Former Chief Justice of India
Assumed Office10th May, 1987
Retires On24th Oct, 1994
Permanent Judge of the Karnataka High Court6th November 1975-
Chairman of National Human Rights Commission of India 26th November 1996- 24th October 1999
Chairman of the National Commission to Review the Working of the Constitution 2000
Justice Manepalli Narayana Rao Venkatachaliah began his general practice of law in 1951. He became a permanent judge of the Karnataka High Court on 6th November 1975, and was later elevated as the judge of the Supreme Court on 5th October 1987. He became the Chief Justice of India on 12th February 1993, succeeding Chief Justice L. M. Sharma. He served in office for almost 2 years, retiring on 24th October 1994.
After his retirement, he continued to work for anti-corruption and human rights issues. He served as the Chairman of National Human Rights Commission of India from 26th November 1996 to 24th October 1999. In 2000, he also headed the National Commission to Review the Working of the Constitution.
He received the Rotary Award on Human Rights on 23rd June 2000, and the Padma Vibhushan in 2004.
During his term of seven years at the Supreme Court, he authored 90 judgements and was a part of 482 benches. Throughout his tenure, he was committed to reducing the pendency of cases, and to make the judiciary more and more accountable. He is credited for bringing down the pendency of cases to 19,000 in his tenure.
Following the Bhopal Gas Leak tragedy, a number of suits were filed against the Union Carbide Corporation (UCC), both in India and in America. In February 1989 the Supreme Court approved a full and final settlement of $470 million which the UCC had to pay to the Union of India, and quashed all the civil or criminal proceedings. This decision was met with massive protests by the victims, survivors, their supporters, and activists. The Supreme Court took up review proceedings challenging the settlement order. Justice Venkatachaliah authored the Constitutional Bench judgement in Union Carbide Corporation v. Union of India. The settlement order was upheld justifying it under Article 142 of the Constitution which allowed the court to go beyond the plea and do “complete justice”. However, the criminal proceedings were revived.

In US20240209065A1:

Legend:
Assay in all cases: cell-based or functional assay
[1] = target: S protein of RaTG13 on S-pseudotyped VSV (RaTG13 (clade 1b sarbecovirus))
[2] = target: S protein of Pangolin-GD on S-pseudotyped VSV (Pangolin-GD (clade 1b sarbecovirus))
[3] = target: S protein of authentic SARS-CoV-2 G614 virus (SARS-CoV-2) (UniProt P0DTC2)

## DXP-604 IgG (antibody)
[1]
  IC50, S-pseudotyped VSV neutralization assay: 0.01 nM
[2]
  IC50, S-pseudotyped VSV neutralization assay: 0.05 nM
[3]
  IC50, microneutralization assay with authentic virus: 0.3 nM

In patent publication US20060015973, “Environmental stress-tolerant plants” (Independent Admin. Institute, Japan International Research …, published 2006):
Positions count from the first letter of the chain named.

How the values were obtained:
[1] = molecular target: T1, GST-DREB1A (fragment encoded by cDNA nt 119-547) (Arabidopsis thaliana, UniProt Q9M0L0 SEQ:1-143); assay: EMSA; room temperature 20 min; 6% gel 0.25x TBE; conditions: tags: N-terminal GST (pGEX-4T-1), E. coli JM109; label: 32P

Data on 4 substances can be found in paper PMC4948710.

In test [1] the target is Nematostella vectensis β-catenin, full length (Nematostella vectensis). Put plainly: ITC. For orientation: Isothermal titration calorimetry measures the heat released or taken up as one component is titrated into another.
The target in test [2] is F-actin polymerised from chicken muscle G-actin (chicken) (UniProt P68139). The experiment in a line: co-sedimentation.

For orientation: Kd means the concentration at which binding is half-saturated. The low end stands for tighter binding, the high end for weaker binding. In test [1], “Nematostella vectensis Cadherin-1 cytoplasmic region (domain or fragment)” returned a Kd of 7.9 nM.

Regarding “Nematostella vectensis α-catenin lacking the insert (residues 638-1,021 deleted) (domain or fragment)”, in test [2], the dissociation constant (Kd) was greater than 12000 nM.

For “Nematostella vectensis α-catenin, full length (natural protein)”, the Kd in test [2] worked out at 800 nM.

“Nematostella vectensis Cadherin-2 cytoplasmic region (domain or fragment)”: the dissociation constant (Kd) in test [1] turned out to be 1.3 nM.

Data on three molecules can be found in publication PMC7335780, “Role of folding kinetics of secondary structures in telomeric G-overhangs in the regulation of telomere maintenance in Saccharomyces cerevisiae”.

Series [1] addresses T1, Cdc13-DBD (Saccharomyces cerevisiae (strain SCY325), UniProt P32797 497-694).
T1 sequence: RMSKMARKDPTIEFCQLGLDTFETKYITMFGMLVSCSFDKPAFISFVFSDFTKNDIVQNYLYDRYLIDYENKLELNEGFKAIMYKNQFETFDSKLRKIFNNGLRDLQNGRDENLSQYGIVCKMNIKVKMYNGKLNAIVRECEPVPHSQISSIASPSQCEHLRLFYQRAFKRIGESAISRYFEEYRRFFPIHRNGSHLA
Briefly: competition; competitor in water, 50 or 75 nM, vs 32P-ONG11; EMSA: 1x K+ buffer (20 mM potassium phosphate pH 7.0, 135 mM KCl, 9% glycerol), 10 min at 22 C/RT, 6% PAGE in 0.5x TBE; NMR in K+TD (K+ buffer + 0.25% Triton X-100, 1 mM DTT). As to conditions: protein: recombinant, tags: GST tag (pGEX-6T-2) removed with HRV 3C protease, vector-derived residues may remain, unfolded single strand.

Joginder Kumar v. State of UP, also known as the “guidelines for arrest” case, for the first time set standard grounds for arresting any individual. Justice Venkatachaliah elaborated that the police officers could not arrest persons in an abuse of power. He further opined that the officer must be able to justify the arrest/detention with valid reasons, and no arrest could be made without reaching a reasonable satisfaction after some investigation. No person could be denied their liberty merely on “suspicion”. Justice Venkatachaliah also held that the right of an arrested person to inform someone about his arrest, and to consult a lawyer were an integral part of Article 21 and 22(1).
In Sheela Barse v. Union of India, the court took cognizance of a letter sent by the activist Sheela Barse and treated it as a Public Interest Litigation, filed to highlight the gross violation of basic Fundamental Rights of children in custodial detention and jails. Justice Venkatachaliah appointed a Supreme Court Legal Aid Committee. He found the Government of West Bengal “unable to assist the court fully and effectively”, and therefore, appointed the Commission to investigate the issues without any delays.
In Kihoto Hollohan v. Zachillhu And Others, the constitutionality of the Constitution (Fifty-Second Amendment) Act, 1985, (known as the Anti-defection Law) was challenged. All the provisions of the Tenth Schedule were under question, mainly the provision that made the Speaker’s decision final with respect to cases of disqualification of MPs or MLAs. Moreover, judicial review was taken away. Justice Venkatachaliah wrote that a Speaker holds a very important position in Parliamentary Democracy, and is the guardian of the rights and privileges of the House. They are expected to make these important decisions and therefore, vesting in them the power to do so must not be seen as unacceptable. However, he clarified and emphasised that judicial review could not be taken away. Decisions of the Presiding Officer would always be subject to judicial review.
Justice Venkatachaliah was also a part of the five-judge bench in Ismail Faruqui v. Union of India, in which the validity of Acquisition of Certain Area at Ayodhya (ACAA) Act, 1993 was challenged. The government had acquired 67.7 acres of land under this Act in and around Babri Masjid. This acquisition of land was upheld by the court saying that it was a step taken to arrest the communal tensions, and therefore, could not be a non-secular act. This judgement also said that Mosque was not an essential part of the practice of Islam, and namaz by Muslims could be offered anywhere.